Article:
Caught in the grip of global geopolitics and grappling with the crisis of globalisation, the European Union finds itself needing to reinvent its role in the world, not only politically but also economically.
Since 1992, the year in which the Maastricht Treaty was signed, it seems like a century has passed. The European dream has been on a rollercoaster ride: after a period of great momentum toward integration, culminating in the adoption of the Euro, came the 2008 financial crisis and, especially, the 2011 debt crisis. Brexit, voted on in 2016 and executed in 2020, saw the second-largest economy in the Union leave the bloc.
In short, Europe’s momentum seems to have waned, and in academic and journalistic circles, critical analyses have proliferated, emphasising the limitations of the European Union rather than its prospects. Even the recent crises, such as COVID-19 and the Russian invasion of Ukraine, which strengthened continental governance, do not appear to have altered this narrative.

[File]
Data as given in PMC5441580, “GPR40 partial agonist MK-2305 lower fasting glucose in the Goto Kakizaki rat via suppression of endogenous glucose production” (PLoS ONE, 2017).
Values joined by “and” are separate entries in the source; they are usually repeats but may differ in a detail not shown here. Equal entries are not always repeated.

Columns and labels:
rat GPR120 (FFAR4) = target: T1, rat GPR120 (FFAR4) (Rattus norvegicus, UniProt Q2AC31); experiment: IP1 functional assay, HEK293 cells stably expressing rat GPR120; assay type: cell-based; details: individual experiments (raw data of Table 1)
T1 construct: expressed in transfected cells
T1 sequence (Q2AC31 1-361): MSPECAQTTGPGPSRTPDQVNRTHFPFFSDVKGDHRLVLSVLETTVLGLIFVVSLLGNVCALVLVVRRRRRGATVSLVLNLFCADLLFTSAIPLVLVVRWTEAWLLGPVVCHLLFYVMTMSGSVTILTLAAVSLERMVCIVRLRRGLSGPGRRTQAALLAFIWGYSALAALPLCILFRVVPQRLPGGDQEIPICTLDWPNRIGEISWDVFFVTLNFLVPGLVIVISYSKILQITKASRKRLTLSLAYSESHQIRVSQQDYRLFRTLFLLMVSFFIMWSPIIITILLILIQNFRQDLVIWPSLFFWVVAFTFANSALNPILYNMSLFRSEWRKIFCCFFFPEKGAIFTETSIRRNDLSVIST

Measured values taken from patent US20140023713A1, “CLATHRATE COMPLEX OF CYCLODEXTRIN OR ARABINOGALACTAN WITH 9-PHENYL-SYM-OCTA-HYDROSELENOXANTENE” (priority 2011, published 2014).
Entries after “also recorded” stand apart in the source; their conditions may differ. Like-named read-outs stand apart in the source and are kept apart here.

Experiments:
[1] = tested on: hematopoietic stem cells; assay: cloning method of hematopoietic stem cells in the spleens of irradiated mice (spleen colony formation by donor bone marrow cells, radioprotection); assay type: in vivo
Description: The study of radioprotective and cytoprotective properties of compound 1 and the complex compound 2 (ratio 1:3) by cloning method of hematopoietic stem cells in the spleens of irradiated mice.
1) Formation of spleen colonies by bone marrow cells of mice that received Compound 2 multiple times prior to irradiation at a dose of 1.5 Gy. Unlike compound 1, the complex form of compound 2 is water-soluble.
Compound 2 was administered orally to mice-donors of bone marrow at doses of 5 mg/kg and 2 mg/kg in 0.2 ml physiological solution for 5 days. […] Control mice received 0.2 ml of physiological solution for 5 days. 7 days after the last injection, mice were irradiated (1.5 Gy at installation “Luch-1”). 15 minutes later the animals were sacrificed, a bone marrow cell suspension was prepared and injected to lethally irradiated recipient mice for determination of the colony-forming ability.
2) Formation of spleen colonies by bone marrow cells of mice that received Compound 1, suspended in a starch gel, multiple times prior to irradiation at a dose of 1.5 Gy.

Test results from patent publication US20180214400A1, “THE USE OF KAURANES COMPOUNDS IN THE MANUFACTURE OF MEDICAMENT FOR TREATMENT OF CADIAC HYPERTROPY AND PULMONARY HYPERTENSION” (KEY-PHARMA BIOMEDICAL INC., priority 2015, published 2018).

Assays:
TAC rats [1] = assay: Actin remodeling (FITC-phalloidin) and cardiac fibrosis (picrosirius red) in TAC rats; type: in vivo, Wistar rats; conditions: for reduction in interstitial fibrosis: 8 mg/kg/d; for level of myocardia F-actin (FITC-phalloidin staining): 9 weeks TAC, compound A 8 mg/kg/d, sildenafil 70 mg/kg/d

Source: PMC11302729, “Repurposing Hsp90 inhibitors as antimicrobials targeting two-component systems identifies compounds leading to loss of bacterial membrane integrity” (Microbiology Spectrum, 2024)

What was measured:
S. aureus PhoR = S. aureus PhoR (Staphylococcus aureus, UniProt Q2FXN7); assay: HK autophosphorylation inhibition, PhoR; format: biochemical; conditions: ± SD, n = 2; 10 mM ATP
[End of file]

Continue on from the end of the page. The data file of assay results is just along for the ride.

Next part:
In this article, I will attempt to conduct an economic analysis of the Union, with particular attention to the trends and structural limitations that are undermining its performance. This article does not claim to provide a definitive analysis of the economic prospects of the European Union, nor does it aim to critique the integration process politically. It is a partial analysis that focuses on the structural limitations of the Old Continent’s economy rather than its strengths. It goes without saying that Europe remains one of the geographical areas with the greatest resources and potential on the planet, but in this context, we find it useful to concentrate on the challenges to answer the question: Is Europe truly becoming poorer. .. to be continued